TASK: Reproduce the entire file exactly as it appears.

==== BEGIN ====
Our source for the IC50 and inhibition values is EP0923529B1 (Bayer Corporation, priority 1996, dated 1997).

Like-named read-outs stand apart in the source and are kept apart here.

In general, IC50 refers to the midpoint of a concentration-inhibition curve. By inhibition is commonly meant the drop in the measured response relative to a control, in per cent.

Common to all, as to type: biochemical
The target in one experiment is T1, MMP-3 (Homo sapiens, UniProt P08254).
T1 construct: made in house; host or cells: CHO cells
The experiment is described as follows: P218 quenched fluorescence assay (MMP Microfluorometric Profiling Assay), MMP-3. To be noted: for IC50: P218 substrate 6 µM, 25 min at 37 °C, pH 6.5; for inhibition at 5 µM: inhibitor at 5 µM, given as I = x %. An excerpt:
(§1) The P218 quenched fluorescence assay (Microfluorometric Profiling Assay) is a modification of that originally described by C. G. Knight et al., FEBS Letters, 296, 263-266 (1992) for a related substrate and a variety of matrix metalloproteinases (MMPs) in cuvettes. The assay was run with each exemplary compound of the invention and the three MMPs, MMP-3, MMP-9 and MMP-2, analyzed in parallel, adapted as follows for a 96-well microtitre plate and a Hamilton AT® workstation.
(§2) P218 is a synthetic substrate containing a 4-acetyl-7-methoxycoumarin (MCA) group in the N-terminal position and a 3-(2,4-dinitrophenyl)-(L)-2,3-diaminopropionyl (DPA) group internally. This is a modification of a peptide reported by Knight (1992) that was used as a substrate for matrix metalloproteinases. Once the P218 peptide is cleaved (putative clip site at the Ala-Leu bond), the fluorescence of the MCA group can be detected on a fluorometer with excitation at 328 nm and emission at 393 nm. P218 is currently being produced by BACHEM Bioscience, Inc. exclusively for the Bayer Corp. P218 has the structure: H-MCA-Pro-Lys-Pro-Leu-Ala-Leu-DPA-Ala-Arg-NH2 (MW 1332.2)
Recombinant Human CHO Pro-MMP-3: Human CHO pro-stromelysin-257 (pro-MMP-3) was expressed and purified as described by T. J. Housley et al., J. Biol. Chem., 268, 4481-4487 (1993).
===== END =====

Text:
Our source for the IC50 and inhibition values is EP0923529B1 (Bayer Corporation, priority 1996, dated 1997).

Like-named read-outs stand apart in the source and are kept apart here.

In general, IC50 refers to the midpoint of a concentration-inhibition curve. By inhibition is commonly meant the drop in the measured response relative to a control, in per cent.

Common to all, as to type: biochemical
The target in one experiment is T1, MMP-3 (Homo sapiens, UniProt P08254).
T1 construct: made in house; host or cells: CHO cells
The experiment is described as follows: P218 quenched fluorescence assay (MMP Microfluorometric Profiling Assay), MMP-3. To be noted: for IC50: P218 substrate 6 µM, 25 min at 37 °C, pH 6.5; for inhibition at 5 µM: inhibitor at 5 µM, given as I = x %. An excerpt:
(§1) The P218 quenched fluorescence assay (Microfluorometric Profiling Assay) is a modification of that originally described by C. G. Knight et al., FEBS Letters, 296, 263-266 (1992) for a related substrate and a variety of matrix metalloproteinases (MMPs) in cuvettes. The assay was run with each exemplary compound of the invention and the three MMPs, MMP-3, MMP-9 and MMP-2, analyzed in parallel, adapted as follows for a 96-well microtitre plate and a Hamilton AT® workstation.
(§2) P218 is a synthetic substrate containing a 4-acetyl-7-methoxycoumarin (MCA) group in the N-terminal position and a 3-(2,4-dinitrophenyl)-(L)-2,3-diaminopropionyl (DPA) group internally. This is a modification of a peptide reported by Knight (1992) that was used as a substrate for matrix metalloproteinases. Once the P218 peptide is cleaved (putative clip site at the Ala-Leu bond), the fluorescence of the MCA group can be detected on a fluorometer with excitation at 328 nm and emission at 393 nm. P218 is currently being produced by BACHEM Bioscience, Inc. exclusively for the Bayer Corp. P218 has the structure: H-MCA-Pro-Lys-Pro-Leu-Ala-Leu-DPA-Ala-Arg-NH2 (MW 1332.2)
Recombinant Human CHO Pro-MMP-3: Human CHO pro-stromelysin-257 (pro-MMP-3) was expressed and purified as described by T. J. Housley et al., J. Biol. Chem., 268, 4481-4487 (1993).